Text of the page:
I was born in Salt Lake City, August 30th 1989. I grew up just right outside of Salt Lake in an area called Murray then at 14 moved to Bayfield, Colorado.
My first improv class was in 2009 while attending The American Musical and Dramatic Academy. The teacher was this frizzy haired, plump, woman who only wore purple. It wasn't a great first impression I remember often thinking "This is nothing like Who's Line Is It Anyway, Isn't improv supposed to be funny?" I've always been a goofball but for some reason comedy hadn't crossed my mind as a possible route for my career, I was stuck on dancing and singing. I graduated later that year and started doing small shows and cabarets, that's when I discovered that for me funny songs were easier to perform and generally easier to sing. From that moment on I started experimenting with comedy in all forms, sketch, stand up, comedic songs, and soon dropped dancing and musical theatre all together. Stand up was awesome but I felt too stuck in a monologue of jokes, just the slightest distraction threw me off, so I signed up for an improv class at Upright Citizen's Brigade in 2010. That is when fell in love with improv.
I was half raised by the television and Seinfeld came free with an antenna so I looked up to Julia Louis-Dreyfus as if she was my big sister. Tina Fey is also someone I've always admired especially on SNL when she started her Sarah Palin impersonations. Although I only liked watching funny TV shows and Movies I never thought I could do comedy, until I failed at Musical Theatre.
When I'm performing I feel like I can release emotions that just aren't appropriate to show in regular day life, because if you do you may end up in a psychiatric unit. Specifically with improv, anything is possible and my scene partner and I can experience whatever we choose.
In 2011 I was in a longform improv group called Mr. Roger's Revenge which performed weekly at the Egarage (now known as Queens Secret Improv Club). The next year teams were shifted around and I was in a new team called Ricky's Lake into 2012. Then a group called Frosting Hangover formed and we performed biweekly.I then started rehearsing with a short form group called Fighting Laughter Warrior. This group was particularly fun because we were creating the games together and trying different show formats as we went along. The producer/director had the intentions from the begining to turn it into a T.V. show. We worked really hard on it until late 2013 when we were very close to signing a deal with producers to film the pilot but things didn't work out. Now I have the wonderful Sunday Night Improv crew to keep me a happy camper.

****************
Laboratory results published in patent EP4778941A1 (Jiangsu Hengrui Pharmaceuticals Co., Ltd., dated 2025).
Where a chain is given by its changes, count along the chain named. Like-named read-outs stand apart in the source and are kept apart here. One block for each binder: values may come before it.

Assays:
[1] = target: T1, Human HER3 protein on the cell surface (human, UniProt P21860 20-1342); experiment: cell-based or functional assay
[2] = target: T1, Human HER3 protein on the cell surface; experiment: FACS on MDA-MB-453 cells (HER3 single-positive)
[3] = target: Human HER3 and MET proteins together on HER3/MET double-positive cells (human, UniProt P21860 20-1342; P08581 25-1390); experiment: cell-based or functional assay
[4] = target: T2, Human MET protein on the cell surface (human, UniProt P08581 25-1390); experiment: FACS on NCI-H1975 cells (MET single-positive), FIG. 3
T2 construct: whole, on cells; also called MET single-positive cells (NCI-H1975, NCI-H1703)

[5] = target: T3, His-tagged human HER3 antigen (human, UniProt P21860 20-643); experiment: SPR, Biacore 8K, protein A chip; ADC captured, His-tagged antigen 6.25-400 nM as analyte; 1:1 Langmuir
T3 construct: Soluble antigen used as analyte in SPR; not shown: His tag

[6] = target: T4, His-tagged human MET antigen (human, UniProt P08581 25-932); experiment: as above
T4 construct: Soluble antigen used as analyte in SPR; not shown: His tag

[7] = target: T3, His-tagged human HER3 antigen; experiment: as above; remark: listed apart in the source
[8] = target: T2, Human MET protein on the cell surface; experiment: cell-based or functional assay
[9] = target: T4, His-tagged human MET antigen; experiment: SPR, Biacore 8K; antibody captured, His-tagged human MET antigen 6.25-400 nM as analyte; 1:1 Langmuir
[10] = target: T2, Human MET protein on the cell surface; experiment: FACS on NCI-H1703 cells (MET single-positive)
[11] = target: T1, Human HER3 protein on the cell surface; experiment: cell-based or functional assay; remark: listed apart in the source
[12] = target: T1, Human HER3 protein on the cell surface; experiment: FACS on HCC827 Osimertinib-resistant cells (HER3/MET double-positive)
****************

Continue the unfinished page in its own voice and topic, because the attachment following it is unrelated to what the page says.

As for teachers, at UCB I had Amber Petty for 101, Brandon Gardner for 201, Kevin Hines for 301 and 401, and Lydia Hensler for Advance Harold. Then, of course I've taken a number of Tom Soter's Monday night classes and Carol Schindler's workshop.
My most challenging improv moment was when Fighting Laughter Warrior was performing in the back of a busy bar. Most of the patrons in the bar had no idea this show was going on so of course they are talking to their friends as they normally would, like drunk idiots. The noise was bad but what made it worse was the way the venue is you can't hear anyone on stage without a microphone. It was hard to stay in the scene while holding a microphone, because in most life situations you are not carrying a microphone. As different people spoke in the scene we would pass the microphone to each other...quite a stretch for the audience's imagination. At the end of the night we had a killer scene where I played a cross dressing donkey so it worked out.
I may just have a horrible memory but I'm pretty sure the worst show I did was at the last Sunday Night Improv I did in May. I had to create a hip hop song on the spot with the title Far Away. I rapped about being from Utah and promising not to convert anyone to Mormonism. The worst experience I had was in an improv I did some time ago. Improv can get super uncomfortable sometimes and there is one particular scene partner I remember from my early years who was really good at making you feel uncomfortable. I was doing a scene with him and I had said he was my husband but he replied by saying he was my son then I begrudgingly justified his statement with incest. Needless to say, it was difficult to keep that scene going anywhere but the gutter and I think that somehow the it ended on a horrible race joke. It wanted to curl into a ball and cry on someone's lap after that scene.
I hope to one day write and be a lead in a sitcom that runs until I'm old and wrinkly. That probably isn't realistic though so I'd settle for whatever TV work I can get, do a bunch of comedic films, and a character role in a commercial like "Flo" from Progressive. As long as I'm making people laugh and not on unemployment I am happy.
I love performing with Sunday Night Improv because it is such an eclectic bunch of people I get to play with, and having a pianist accompany the scenes makes it uniquely exciting. It is the MOST fun! I heard that the updated Websters dictionary definition of Fun added Sunday Night Improv to the description, which totally makes sense. People should come see Sunday Night Improv to experience the Webster definition of Fun!
SEE CAMILLE THEOBALD AT SUNDAY NIGHT IMPROV ON JANUARY 24 & 31! 6 PM AT STAND-UP COMEDY LABS - 236 W. 78TH ST!